Monday, May 5, 2014

Toad Pool Update

Salamander larvae are developing quickly in the warm waters of the toad pool.  The plump belly on this guy attests to the fact that the pool has no shortage of food items suitable to hungry young salamanders.

Vegetation has filled in nicely around the pool.  Unfortunately, no toads have yet visited.  Depressions in the mud bottom are the result of deer traffic.  Several deer trails intersect here.  Recent rains have recharged the ground water reservoir responsible for keeping the pool full, so there should be no repeat of last year’s disastrous premature water loss. 

Salamander larvae do nothing but eat.  Large heads accommodate large mouths and the salamander will eat anything it can get through its mouth.

External gills on the back of the head will remain until the salamander has developed enough to leave the water and begin a terrestrial existence.  The developing front legs can be seen directly below the gills.  The rear legs are just beginning to emerge.  This individual needs about another four weeks before it ends its larval stage.

Wood Frog tadpoles remain plump and are growing rapidly.  Hind legs will begin to show in another week of so.  It’s likely that the piece missing from this tadpole’s tail was removed by a hungry salamander larva.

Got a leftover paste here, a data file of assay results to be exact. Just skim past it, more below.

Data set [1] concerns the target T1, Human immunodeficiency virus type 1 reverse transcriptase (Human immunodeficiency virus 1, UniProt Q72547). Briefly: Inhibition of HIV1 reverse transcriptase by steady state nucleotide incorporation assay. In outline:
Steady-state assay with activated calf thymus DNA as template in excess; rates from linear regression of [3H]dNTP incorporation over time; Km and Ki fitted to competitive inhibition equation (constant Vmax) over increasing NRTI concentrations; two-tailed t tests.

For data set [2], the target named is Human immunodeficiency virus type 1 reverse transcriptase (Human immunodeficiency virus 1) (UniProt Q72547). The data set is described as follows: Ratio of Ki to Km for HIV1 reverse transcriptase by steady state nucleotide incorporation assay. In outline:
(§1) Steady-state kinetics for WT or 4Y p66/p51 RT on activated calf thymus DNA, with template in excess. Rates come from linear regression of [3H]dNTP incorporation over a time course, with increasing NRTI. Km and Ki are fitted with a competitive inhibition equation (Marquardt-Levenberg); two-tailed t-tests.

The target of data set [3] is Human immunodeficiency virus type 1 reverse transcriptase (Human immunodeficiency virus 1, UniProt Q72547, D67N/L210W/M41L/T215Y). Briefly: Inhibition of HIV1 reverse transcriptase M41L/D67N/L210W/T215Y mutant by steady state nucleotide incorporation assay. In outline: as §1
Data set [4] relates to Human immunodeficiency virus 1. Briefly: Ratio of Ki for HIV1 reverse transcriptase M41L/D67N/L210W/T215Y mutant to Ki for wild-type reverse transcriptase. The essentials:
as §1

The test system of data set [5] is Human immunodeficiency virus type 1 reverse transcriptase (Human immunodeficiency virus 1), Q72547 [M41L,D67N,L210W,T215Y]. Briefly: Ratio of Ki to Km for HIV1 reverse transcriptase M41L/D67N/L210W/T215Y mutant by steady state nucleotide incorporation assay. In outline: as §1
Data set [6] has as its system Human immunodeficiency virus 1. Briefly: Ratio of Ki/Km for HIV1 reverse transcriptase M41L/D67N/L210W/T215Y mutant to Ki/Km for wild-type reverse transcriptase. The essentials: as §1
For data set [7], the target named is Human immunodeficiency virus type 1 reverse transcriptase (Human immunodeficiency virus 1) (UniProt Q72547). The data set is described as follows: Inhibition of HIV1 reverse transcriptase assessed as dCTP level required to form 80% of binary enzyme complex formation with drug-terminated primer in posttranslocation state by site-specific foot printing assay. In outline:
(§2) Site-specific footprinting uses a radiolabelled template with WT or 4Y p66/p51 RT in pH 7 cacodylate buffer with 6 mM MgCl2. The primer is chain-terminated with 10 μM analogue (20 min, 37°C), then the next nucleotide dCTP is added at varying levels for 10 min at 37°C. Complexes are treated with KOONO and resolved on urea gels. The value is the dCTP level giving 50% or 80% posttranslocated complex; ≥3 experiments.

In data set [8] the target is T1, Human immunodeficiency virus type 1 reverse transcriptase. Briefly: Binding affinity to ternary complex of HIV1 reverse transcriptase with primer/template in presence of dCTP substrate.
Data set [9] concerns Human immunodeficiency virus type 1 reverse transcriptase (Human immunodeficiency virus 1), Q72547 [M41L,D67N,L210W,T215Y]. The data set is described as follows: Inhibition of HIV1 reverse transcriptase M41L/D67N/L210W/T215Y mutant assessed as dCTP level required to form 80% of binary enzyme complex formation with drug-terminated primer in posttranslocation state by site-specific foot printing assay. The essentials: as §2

Even though they are not predatory, Wood Frog tadpoles also live to eat.  They feed on plankton, algae and decomposing plant and animal matter.  Their feeding activities clean away algae and keep the water clear.  Their waste products feed plankton and algae, so the more they eat, the better conditions are for more food to grow.  This is how masses of tadpoles manage to prosper while crowded together in small puddles.

Some of the largest salamander larvae are a potential threat to the Wood Frog tadpoles.  I usually think of salamander larvae as fragile creatures, but they can be terrors to other aquatic life in the pool.

I saw this salamander trying to swallow something that had been reduced to a pulpy white mass.  It just couldn’t quite get the whole thing in its mouth.  I’m sure that the salamander wasn’t going to give up and whatever the food item was, it eventually went down.

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